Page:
by Jane Hirshfield
Hirshfield opens her eighth book of poems describing the copper bowls of a scale in perfect balance: on one end of the scales a woman in a wheelchair sings a traditional Portuguese fado, on the other end everyone else present hangs in attention. This moment, one that expresses the internal vastness of the individual, bleeds into the rest of the collection as Hirshfield seeks the idea of balance. In a collection where “an hour can be dropped like a glass,” the pieces are seen by the reader as a new whole. “The ideas of poets turn into only themselves,” she notes, and those ideas are both the most important and the least. She uses the quotidian to peer into the life cycle. When she writes, “Now I too am sixty. / There was no other life,” it is as if the whole world had reached that milestone before her and she is somehow the last to see it through. The book pleads with itself to remember the past; the moments where days drifted by and doors could open or close. It pleads not to be forgotten. — Publisher’s Weekly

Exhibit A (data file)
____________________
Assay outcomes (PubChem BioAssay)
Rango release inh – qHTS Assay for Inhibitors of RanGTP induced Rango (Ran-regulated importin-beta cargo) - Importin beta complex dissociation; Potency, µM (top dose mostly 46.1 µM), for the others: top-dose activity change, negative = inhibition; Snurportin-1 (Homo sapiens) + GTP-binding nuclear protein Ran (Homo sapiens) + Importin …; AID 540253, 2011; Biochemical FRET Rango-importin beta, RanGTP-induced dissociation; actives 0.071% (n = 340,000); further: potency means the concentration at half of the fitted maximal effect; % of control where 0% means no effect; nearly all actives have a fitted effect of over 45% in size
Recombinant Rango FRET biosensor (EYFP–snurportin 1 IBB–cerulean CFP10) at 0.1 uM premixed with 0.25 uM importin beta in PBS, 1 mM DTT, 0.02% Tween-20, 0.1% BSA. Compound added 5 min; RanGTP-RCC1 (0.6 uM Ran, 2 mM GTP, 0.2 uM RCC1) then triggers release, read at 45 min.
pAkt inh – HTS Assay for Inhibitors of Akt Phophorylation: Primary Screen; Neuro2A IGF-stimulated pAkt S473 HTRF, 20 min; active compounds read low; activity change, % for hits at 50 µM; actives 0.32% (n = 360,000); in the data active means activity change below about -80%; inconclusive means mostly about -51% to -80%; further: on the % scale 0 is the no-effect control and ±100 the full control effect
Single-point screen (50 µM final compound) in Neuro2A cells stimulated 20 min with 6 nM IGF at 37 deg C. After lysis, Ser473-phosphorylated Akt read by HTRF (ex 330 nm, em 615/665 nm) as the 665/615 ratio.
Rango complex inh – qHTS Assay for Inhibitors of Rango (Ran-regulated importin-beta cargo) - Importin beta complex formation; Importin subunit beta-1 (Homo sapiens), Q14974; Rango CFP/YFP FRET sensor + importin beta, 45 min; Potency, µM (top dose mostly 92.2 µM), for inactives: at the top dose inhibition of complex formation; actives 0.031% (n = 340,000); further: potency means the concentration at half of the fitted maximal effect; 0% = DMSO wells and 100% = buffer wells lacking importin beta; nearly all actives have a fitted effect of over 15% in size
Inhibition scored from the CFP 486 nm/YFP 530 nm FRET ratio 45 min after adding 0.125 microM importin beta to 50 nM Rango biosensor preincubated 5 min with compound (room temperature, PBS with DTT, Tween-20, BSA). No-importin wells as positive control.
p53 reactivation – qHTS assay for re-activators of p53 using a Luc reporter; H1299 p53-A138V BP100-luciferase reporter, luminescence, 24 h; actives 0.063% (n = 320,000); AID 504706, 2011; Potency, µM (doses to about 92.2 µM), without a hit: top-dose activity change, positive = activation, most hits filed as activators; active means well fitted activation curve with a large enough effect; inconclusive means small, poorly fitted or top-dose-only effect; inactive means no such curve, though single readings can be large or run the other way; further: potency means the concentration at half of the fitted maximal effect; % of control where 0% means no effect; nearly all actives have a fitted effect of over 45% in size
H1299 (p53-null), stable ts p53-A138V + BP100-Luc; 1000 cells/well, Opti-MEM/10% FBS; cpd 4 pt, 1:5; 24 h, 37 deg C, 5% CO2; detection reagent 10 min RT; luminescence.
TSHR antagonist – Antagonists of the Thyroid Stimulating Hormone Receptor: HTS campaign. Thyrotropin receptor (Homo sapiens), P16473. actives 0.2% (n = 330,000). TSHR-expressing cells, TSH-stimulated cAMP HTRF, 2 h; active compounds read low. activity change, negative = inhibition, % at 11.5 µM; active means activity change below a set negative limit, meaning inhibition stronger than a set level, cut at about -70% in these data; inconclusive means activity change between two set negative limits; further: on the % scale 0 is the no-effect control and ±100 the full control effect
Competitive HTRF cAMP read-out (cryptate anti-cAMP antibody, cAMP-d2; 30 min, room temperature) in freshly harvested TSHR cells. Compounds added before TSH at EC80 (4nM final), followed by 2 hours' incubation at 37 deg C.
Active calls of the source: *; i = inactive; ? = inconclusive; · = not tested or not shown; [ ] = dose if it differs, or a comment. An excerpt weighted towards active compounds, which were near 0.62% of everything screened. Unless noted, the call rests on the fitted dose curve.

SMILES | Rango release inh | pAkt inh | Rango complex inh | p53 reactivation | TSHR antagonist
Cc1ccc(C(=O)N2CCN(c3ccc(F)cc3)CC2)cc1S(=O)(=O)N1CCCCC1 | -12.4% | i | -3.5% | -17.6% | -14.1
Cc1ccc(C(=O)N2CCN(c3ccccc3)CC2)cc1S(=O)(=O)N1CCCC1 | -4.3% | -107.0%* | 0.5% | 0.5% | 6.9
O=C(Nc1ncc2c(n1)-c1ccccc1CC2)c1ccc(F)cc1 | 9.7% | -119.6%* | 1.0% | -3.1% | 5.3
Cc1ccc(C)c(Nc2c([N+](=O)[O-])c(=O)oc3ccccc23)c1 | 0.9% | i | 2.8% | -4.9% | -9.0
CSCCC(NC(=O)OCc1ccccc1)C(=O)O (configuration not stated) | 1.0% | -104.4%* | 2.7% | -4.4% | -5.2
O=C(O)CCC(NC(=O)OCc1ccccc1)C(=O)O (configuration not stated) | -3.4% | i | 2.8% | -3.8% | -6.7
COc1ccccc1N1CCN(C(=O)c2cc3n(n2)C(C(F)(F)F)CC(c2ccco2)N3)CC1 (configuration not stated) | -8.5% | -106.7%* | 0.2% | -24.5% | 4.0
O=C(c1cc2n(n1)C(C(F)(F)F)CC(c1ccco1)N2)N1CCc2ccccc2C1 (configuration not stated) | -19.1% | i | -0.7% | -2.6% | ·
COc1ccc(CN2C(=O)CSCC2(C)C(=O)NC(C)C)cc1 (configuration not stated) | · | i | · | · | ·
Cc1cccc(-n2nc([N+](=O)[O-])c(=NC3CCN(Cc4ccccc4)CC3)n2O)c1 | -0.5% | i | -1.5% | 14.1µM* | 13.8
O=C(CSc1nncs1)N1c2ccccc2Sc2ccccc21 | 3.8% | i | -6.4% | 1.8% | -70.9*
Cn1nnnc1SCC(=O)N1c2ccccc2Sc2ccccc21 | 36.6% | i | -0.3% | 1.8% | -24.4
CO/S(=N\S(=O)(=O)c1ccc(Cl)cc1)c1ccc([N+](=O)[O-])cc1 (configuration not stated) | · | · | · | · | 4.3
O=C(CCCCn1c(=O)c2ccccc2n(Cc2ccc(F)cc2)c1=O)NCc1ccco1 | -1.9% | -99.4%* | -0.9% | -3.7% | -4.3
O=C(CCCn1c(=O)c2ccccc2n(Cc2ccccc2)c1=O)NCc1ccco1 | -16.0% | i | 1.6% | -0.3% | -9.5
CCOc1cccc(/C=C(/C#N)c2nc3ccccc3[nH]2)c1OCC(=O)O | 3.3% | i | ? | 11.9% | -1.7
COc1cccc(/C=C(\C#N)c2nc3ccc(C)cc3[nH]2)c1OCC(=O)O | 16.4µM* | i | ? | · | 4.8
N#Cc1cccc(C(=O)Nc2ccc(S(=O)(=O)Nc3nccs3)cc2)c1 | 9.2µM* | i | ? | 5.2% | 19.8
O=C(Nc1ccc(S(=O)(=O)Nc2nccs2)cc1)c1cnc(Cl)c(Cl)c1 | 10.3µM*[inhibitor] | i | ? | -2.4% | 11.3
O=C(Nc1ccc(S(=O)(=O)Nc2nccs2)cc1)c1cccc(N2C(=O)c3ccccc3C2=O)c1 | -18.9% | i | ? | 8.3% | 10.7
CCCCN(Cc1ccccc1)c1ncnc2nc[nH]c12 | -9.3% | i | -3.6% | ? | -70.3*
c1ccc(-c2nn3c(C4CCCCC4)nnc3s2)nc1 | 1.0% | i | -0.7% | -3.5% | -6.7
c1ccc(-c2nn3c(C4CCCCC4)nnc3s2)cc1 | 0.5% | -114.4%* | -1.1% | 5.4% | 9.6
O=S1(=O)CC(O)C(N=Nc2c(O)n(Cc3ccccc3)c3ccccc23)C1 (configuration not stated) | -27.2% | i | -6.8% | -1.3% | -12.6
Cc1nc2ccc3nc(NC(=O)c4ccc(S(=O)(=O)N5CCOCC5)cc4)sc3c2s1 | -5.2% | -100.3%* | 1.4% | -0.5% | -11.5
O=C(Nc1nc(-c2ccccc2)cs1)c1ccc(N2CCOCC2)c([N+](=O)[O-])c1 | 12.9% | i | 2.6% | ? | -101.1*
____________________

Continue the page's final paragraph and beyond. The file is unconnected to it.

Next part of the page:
Jane Hirshfield is the author of seven previous collections of poetry, two books of essays, and four books collecting and co-translating the work of poets from the past. A current chancellor of the Academy of American Poets, Hirshfield has received many prizes and awards including fellowships from the Guggenheim and Rockefeller foundations and the National Endowment for the Arts.